Amanda Palmer’s “The Art of Asking: How I Learned to Stop Worrying and Let People Help” is not about crowdfunding. Her TED talk covers that just fine. It is a love story about art, audience and the business of both, starring two men (a mentor and a husband), and one woman, Palmer herself. The indie cabaret pianist is not everyone’s darling. The internet routinely critiques Palmer’s privilege, patriotism, ableism, feminism. One person’s read of her as genuine and sassy is another’s self-absorbed and tone-deaf.
Palmer wrote a portrait of an artist in real time, an artist flailing in front of us, and when an artist flails, we can either point and laugh or we can learn something. Palmer’s book is a segmented essay of varying brilliance, covering an intensely rough year where her best friend and mentor Anthony is diagnosed with cancer and she deeply questions her marriage to Neil Gaiman because of his emotional distance and lack of dancing ability.
Sometimes Palmer sounds like she’s just extending her TED talk, throwing vague bits of pop research around to support her theses about how women don’t take themselves seriously enough or how failed Kickstarter campaigns can be salvaged with just a bit more communication. While the crowdfunding chat is interesting, her bald reductions strike me as fleeting in a way the art of asking itself will never be, and I’d guess most readers, myself included, picked up the book hoping Palmer’s creative and personal chutzpah would rub off.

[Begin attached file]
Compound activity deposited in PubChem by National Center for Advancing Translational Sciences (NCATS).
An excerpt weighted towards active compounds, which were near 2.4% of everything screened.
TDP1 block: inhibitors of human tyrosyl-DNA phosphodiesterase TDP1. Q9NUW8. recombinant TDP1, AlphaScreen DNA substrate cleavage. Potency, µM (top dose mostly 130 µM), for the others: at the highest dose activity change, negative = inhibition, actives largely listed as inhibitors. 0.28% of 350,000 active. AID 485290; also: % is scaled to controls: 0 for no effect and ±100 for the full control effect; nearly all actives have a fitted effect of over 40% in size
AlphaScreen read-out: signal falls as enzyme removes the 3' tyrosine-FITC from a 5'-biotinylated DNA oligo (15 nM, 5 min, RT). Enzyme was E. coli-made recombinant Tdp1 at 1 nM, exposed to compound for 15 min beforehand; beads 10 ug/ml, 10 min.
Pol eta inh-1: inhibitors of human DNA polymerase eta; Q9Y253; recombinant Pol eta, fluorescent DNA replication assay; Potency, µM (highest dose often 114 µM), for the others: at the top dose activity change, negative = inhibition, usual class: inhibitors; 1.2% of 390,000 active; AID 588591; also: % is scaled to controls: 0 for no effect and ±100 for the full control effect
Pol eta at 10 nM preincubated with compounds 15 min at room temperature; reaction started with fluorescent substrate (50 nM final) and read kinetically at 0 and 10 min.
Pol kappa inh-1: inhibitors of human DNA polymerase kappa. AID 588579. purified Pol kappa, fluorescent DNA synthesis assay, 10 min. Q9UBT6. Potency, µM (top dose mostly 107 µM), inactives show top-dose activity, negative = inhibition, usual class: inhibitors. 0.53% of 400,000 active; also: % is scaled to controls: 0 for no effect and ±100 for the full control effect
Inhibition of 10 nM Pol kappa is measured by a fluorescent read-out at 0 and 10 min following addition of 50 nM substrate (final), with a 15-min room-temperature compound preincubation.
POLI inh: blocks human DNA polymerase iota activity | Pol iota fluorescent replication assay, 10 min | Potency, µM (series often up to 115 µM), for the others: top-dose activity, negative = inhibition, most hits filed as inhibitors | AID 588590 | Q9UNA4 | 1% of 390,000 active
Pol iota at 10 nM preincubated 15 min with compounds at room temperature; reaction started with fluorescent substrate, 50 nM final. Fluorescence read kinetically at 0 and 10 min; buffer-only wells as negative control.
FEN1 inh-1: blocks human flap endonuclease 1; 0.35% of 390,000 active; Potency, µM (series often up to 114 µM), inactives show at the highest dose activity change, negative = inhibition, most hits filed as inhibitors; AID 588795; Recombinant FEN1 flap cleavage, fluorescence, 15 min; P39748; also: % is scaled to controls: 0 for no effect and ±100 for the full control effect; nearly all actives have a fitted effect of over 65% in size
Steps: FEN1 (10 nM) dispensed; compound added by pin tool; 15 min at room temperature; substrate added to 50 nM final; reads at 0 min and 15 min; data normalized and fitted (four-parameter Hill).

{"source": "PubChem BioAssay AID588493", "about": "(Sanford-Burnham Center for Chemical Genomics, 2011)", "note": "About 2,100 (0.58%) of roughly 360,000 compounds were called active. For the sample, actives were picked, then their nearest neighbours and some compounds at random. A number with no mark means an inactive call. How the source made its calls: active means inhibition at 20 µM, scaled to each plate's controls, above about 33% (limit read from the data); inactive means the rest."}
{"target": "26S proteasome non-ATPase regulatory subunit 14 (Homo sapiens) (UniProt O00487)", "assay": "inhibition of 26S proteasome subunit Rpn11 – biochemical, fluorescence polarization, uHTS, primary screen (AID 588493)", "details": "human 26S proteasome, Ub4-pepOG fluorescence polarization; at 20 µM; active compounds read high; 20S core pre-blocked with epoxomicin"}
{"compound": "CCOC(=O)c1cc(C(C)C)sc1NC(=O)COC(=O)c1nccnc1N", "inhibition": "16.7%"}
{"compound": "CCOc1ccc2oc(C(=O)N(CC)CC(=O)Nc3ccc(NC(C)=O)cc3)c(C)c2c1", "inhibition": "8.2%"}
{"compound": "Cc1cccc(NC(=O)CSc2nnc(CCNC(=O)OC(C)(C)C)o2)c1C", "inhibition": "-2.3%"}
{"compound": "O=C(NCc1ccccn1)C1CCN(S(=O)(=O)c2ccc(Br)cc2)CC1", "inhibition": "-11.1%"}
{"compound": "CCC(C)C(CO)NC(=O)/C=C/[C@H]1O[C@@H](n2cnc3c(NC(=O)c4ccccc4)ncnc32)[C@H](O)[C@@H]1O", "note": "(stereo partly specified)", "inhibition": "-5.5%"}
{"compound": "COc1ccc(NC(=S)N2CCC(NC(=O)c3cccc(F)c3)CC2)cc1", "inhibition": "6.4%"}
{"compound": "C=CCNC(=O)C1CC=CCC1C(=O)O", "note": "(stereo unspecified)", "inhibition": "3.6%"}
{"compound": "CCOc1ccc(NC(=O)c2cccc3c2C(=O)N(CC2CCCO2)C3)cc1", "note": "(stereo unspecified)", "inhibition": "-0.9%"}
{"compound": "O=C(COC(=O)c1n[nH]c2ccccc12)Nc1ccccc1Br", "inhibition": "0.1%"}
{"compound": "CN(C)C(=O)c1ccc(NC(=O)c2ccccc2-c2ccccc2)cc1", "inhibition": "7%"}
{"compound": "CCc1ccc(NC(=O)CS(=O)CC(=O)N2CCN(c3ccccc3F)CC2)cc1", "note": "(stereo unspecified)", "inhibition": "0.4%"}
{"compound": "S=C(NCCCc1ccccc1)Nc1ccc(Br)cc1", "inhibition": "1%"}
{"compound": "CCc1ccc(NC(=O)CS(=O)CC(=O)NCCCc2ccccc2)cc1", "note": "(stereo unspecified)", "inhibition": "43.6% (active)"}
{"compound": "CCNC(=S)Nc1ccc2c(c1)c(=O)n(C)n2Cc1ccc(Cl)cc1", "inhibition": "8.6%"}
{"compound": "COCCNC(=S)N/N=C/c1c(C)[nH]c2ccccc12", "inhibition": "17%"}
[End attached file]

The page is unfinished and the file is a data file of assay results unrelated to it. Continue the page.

The book’s strongest moments come from human connection. Palmer’s five years spent in a wedding dress, perched on a milk crate, and handing flowers to passersby manifests itself in a vibrancy of scene. The weight of her relationship with Gaiman, while not always fully drawn, is well-sketched in brief, paranoid dialogue.
Palmer spins an epic yarn—that happens to be her life—and ties it to a philosophy of unfettered experiment, of asking. Though the book cracked the New York Times bestseller list, I think Palmer, unfortunately, will always be too divisive a figure to make “The Art of Asking” a widely respected classic. But that’s OK, because the ones who want to hear her message—the confident listeners, the nervous artists, the awkward lovers—will put it to good use. (Liz Baudler)
“The Art of Asking: How I Learned to Stop Worrying and Let People Help”
By Amanda Palmer
Grand Central Publishing, 352 pages, $27